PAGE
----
18 February 2016

The Book of Enoch's Influence on the New Testament (Pt 1)

I would like to step outside of the Bible in order to step back into the Bible - well sort of something like that. I’d like to start by stating these basic principles that I believe most everyone would agree with. The Bible was written by an ancient people of a different time, culture and mentality than us. We know and understand that there are many things we struggle to understand in the scriptures because of this fact. And because of this, we take to the study of ancient writings, people and times. But, as we know, not everyone does this sadly.

The battle continues over the opinions on the creation account and the book of Genesis. Studies in the writings from the surrounding nations at the time period of the writing of Genesis give scholars insight into the types of writing styles and language use for the period. Through this, alternative meanings can be discovered for words we thought we understood already.

The same principle is applied to our study of Scripture elsewhere - we have to understand the culture and it’s use of phrases, idioms and terminology, in order to best understand what was written in Scripture at the time.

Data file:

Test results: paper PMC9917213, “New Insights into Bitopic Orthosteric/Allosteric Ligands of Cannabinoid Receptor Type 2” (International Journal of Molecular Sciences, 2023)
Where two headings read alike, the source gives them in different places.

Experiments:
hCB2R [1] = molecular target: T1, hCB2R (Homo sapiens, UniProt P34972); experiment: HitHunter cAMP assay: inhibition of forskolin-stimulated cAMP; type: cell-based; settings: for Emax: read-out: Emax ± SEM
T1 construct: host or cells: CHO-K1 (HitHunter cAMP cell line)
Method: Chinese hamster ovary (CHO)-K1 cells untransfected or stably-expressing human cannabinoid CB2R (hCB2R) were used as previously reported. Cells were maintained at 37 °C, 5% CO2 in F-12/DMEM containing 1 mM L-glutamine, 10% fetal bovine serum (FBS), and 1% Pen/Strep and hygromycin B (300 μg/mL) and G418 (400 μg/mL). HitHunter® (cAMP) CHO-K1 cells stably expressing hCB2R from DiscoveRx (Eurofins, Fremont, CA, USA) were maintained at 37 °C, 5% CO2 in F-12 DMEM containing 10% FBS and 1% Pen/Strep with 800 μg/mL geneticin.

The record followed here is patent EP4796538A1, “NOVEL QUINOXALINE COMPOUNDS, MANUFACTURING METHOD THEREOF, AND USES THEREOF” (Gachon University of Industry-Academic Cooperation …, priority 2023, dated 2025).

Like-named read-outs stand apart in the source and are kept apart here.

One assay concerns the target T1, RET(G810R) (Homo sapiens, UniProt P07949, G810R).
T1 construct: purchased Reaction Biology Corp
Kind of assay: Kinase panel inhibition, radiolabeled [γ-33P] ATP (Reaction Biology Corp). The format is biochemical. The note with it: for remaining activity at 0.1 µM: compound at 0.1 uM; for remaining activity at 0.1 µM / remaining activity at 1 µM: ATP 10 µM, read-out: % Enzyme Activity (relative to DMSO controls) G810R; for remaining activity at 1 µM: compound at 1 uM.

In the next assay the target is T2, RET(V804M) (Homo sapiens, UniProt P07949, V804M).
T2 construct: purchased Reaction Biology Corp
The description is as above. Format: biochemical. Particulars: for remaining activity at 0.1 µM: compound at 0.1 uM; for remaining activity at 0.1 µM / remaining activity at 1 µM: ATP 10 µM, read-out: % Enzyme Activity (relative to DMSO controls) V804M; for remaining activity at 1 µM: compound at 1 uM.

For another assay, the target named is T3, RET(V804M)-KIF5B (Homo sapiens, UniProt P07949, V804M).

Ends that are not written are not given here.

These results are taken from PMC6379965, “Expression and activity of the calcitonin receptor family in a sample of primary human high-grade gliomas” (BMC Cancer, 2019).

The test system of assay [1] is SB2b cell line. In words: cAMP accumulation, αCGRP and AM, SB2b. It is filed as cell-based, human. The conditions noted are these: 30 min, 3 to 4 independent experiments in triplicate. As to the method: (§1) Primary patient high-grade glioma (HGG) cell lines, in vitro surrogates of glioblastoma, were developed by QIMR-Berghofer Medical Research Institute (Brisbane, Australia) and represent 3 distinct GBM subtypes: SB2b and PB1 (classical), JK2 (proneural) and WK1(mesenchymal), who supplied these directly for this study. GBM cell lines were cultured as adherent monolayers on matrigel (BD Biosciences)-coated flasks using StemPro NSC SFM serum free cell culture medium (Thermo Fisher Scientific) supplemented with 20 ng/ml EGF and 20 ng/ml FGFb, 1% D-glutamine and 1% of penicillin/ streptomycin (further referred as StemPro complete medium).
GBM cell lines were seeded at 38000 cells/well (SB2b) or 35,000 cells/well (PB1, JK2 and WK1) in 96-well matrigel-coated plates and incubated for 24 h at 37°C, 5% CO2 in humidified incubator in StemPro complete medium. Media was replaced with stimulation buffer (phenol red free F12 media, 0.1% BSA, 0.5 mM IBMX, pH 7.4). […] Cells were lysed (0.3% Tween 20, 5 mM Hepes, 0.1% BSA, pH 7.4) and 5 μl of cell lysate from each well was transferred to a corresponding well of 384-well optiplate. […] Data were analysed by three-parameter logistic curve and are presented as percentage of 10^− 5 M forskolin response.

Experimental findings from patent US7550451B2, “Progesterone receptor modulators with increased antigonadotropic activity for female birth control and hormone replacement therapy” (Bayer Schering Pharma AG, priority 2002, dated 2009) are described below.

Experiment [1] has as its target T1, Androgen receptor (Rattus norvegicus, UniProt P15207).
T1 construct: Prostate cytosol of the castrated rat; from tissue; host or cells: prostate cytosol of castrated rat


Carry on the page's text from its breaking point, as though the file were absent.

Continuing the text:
I wish to take a look at one piece of influential literature, an ancient writing that you have probably at least heard of its name - the Book of Enoch. I hope to show you how this writing, which was lost or ignored by the church for nearly two thousand years, was actually a key influential writing that had a big impact upon our New Testament Scriptures.

Now, when it comes to the discussion of extra-biblical literature like this, people tend to have different reactions. Mention something like the Apocrypha to a Protestant - their instinct is to raise their fists in preparation for a fight. When you bring up Jewish writings that come from the biblical period, people either simply ignore or dismiss them as useless, or simply deny they contain any truth at all, and think instead that they contain error and myth.

We may hold to inspiration of Scripture, and we believe all of Scripture is true, but such a view does not require that we view everything outside the Scripture as necessarily false. Some people do exactly that, particularly when it comes to other scripture-like material from days of old. “If it was true, why did the early church not include it in the canon?” some may ask.